Picking Speckles for Fades Part 1

KnitcircusNov 9, '17

Hello, friends,

Customers in the shop have been wondering how to choose beautiful combinations for their Fade projects. Since putting complementary colors together is pretty much my job, I’d like to share a few strategies I use when thinking about creating gradients.

There are three approaches I’d like to show you: gradient, balanced complements and color value.

Let’s start with gradients today. As you might imagine, the easiest way to think about a gradient is one basic color (say, blue) with one end very light, moving to a much darker shade of the same color. Check out the Tangled Up in Blue gradient yarn below.


When you’re picking out colors, having things in the same color family from light to dark tells a very coherent color story. If you have speckles that aren’t quite the same color, a great strategy is to look at the color’s value. Value means the light or darkness of a color on a grayscale.

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These semisolid skeins are lined up in order of lightest to darkest by value. If you want to check your lineup of colors to see if it’s going from light to dark, line them up and take a photo with your phone. Then add the grayscale filter and it will show you the skeins’ value. Sometimes colors surprise you!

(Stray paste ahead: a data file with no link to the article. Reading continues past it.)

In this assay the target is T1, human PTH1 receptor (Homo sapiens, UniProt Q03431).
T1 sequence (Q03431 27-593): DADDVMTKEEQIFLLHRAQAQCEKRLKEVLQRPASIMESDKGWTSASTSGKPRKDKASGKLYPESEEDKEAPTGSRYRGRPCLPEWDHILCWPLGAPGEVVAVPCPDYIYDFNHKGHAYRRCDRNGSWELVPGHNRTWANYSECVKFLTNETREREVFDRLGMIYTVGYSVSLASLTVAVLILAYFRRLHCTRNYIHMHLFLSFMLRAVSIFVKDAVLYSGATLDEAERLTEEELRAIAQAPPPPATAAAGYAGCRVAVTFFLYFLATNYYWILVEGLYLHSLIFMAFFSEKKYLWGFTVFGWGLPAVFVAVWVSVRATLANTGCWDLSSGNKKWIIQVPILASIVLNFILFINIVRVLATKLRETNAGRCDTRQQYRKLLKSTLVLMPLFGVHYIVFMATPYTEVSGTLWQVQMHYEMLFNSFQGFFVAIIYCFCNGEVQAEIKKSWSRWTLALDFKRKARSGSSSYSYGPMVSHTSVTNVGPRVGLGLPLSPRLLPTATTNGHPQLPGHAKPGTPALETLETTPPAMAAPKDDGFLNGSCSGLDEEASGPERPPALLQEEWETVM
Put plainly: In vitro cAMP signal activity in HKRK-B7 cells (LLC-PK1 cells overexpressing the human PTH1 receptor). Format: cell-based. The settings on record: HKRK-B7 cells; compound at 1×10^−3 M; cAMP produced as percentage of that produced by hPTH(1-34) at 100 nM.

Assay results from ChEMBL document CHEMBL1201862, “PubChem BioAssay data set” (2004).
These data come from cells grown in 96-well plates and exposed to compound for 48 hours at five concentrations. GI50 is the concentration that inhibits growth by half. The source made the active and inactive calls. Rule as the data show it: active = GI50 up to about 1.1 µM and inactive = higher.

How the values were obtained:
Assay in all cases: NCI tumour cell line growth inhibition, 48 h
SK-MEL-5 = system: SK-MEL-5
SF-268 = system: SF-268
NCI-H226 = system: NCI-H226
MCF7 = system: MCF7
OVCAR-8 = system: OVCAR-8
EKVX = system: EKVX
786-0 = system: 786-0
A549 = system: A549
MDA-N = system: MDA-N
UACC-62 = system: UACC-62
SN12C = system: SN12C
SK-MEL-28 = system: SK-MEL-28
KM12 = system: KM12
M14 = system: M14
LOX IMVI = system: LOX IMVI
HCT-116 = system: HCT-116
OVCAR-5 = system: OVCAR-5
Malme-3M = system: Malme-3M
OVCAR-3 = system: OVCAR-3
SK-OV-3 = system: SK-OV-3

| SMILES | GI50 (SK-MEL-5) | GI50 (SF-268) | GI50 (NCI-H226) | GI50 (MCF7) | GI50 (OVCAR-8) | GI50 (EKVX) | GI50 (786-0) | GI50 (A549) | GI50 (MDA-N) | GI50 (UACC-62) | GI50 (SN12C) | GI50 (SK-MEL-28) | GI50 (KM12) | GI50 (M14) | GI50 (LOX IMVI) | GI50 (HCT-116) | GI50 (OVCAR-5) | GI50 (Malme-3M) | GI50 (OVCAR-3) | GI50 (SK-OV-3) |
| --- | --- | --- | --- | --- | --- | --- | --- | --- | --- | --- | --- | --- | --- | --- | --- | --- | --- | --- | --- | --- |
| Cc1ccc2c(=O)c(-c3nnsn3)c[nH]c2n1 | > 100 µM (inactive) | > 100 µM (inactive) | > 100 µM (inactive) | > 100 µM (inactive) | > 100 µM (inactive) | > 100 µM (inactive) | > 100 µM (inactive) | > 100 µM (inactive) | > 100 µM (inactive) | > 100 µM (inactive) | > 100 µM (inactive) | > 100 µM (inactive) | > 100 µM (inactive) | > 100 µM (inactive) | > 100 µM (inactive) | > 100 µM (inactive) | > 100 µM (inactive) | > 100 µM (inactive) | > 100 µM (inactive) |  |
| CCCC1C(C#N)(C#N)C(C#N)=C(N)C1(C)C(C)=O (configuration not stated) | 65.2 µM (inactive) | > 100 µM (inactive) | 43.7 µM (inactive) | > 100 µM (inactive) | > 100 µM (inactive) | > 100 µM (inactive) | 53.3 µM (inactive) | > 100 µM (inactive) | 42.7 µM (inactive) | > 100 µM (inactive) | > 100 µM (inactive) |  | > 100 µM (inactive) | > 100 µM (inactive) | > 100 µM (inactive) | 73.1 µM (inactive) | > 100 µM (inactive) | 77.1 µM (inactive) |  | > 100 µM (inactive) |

speckle fade 5

Let’s start with a nice gradient in the same color family. All of these colors have other elements, but they have green in common. Darkest to lightest, they’re What Kind of Bird Are You, Tiptoe Through the Tulips, Easy Being Green and Growing Like a Weed.

speckle fade

If you want to be a bit more adventurous, choose yarns that are not exactly the same color, but that all come from either the warm or cool side of the spectrum. Cool is blues, grays, greens and blue-purples like the group shown above, with the lightest Mistress of Myself, middle Cloud Nine and darkest Great Blue Yonder.

speckle fade 2

The warm side of the spectrum includes reds, pinks, red-purples, warm browns, yellows and oranges. You can see that the three colors above don’t exactly have matching base colors, but there are coordinating elements from each (the purple in the middle Fig & Prosciutto shade goes with the darkest shade, Don’t Fence Me In and the pink speckles in the lightest color Moonrise Kingdom echo the pink in the middle shade. The fact that they’re all warm colors makes the color story stronger.

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Here’s a more adventurous palette blending two different dyers’ yarns. These have disparate base colors, but all share elements of warmth.

Play around with your own stash skeins to create gradient warm and cool color stories you’ll enjoy knitting!




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